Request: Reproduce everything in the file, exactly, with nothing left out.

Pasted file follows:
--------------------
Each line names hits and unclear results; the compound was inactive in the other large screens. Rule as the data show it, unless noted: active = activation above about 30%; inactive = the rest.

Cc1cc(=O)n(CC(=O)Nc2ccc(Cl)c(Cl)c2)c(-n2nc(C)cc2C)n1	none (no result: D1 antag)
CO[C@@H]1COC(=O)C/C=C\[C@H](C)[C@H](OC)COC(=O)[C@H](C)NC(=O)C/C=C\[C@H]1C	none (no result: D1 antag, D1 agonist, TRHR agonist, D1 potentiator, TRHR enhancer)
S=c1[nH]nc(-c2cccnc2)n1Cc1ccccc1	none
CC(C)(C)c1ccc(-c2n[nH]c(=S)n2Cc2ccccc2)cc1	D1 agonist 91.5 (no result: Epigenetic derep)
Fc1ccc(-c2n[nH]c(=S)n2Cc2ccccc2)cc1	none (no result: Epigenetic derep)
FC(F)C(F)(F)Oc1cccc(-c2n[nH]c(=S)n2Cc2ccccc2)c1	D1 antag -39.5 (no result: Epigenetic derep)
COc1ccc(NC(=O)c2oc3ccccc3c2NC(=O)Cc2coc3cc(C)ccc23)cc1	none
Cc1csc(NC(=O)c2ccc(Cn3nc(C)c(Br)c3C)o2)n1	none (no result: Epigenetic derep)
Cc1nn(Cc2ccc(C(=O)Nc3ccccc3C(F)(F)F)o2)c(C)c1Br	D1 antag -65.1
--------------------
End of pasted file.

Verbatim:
Each line names hits and unclear results; the compound was inactive in the other large screens. Rule as the data show it, unless noted: active = activation above about 30%; inactive = the rest.

Cc1cc(=O)n(CC(=O)Nc2ccc(Cl)c(Cl)c2)c(-n2nc(C)cc2C)n1	none (no result: D1 antag)
CO[C@@H]1COC(=O)C/C=C\[C@H](C)[C@H](OC)COC(=O)[C@H](C)NC(=O)C/C=C\[C@H]1C	none (no result: D1 antag, D1 agonist, TRHR agonist, D1 potentiator, TRHR enhancer)
S=c1[nH]nc(-c2cccnc2)n1Cc1ccccc1	none
CC(C)(C)c1ccc(-c2n[nH]c(=S)n2Cc2ccccc2)cc1	D1 agonist 91.5 (no result: Epigenetic derep)
Fc1ccc(-c2n[nH]c(=S)n2Cc2ccccc2)cc1	none (no result: Epigenetic derep)
FC(F)C(F)(F)Oc1cccc(-c2n[nH]c(=S)n2Cc2ccccc2)c1	D1 antag -39.5 (no result: Epigenetic derep)
COc1ccc(NC(=O)c2oc3ccccc3c2NC(=O)Cc2coc3cc(C)ccc23)cc1	none
Cc1csc(NC(=O)c2ccc(Cn3nc(C)c(Br)c3C)o2)n1	none (no result: Epigenetic derep)
Cc1nn(Cc2ccc(C(=O)Nc3ccccc3C(F)(F)F)o2)c(C)c1Br	D1 antag -65.1